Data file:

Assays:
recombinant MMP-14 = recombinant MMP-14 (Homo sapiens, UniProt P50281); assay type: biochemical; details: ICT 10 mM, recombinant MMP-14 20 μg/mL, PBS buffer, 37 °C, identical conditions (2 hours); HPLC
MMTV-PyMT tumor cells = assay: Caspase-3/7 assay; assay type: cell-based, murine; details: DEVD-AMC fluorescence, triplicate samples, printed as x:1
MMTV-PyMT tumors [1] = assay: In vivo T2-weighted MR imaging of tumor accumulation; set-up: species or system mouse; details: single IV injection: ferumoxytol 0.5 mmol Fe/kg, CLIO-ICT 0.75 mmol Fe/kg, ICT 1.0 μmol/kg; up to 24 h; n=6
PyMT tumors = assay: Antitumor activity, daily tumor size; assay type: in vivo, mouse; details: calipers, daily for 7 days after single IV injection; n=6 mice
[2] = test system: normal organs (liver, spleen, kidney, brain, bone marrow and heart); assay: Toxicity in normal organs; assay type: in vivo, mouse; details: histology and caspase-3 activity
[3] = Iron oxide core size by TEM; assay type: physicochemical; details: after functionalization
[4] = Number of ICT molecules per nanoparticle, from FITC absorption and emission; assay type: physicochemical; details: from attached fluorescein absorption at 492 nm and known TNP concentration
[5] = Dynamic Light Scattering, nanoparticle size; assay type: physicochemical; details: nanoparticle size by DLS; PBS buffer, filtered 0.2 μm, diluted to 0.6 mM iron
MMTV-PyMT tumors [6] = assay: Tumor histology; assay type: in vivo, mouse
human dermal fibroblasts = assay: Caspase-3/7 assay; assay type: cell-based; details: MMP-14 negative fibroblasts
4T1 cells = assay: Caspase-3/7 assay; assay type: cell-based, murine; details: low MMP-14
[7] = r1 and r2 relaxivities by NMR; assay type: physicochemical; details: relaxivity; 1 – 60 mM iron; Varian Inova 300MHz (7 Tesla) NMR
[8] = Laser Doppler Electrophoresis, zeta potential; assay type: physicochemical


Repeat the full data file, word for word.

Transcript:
Assays:
recombinant MMP-14 = recombinant MMP-14 (Homo sapiens, UniProt P50281); assay type: biochemical; details: ICT 10 mM, recombinant MMP-14 20 μg/mL, PBS buffer, 37 °C, identical conditions (2 hours); HPLC
MMTV-PyMT tumor cells = assay: Caspase-3/7 assay; assay type: cell-based, murine; details: DEVD-AMC fluorescence, triplicate samples, printed as x:1
MMTV-PyMT tumors [1] = assay: In vivo T2-weighted MR imaging of tumor accumulation; set-up: species or system mouse; details: single IV injection: ferumoxytol 0.5 mmol Fe/kg, CLIO-ICT 0.75 mmol Fe/kg, ICT 1.0 μmol/kg; up to 24 h; n=6
PyMT tumors = assay: Antitumor activity, daily tumor size; assay type: in vivo, mouse; details: calipers, daily for 7 days after single IV injection; n=6 mice
[2] = test system: normal organs (liver, spleen, kidney, brain, bone marrow and heart); assay: Toxicity in normal organs; assay type: in vivo, mouse; details: histology and caspase-3 activity
[3] = Iron oxide core size by TEM; assay type: physicochemical; details: after functionalization
[4] = Number of ICT molecules per nanoparticle, from FITC absorption and emission; assay type: physicochemical; details: from attached fluorescein absorption at 492 nm and known TNP concentration
[5] = Dynamic Light Scattering, nanoparticle size; assay type: physicochemical; details: nanoparticle size by DLS; PBS buffer, filtered 0.2 μm, diluted to 0.6 mM iron
MMTV-PyMT tumors [6] = assay: Tumor histology; assay type: in vivo, mouse
human dermal fibroblasts = assay: Caspase-3/7 assay; assay type: cell-based; details: MMP-14 negative fibroblasts
4T1 cells = assay: Caspase-3/7 assay; assay type: cell-based, murine; details: low MMP-14
[7] = r1 and r2 relaxivities by NMR; assay type: physicochemical; details: relaxivity; 1 – 60 mM iron; Varian Inova 300MHz (7 Tesla) NMR
[8] = Laser Doppler Electrophoresis, zeta potential; assay type: physicochemical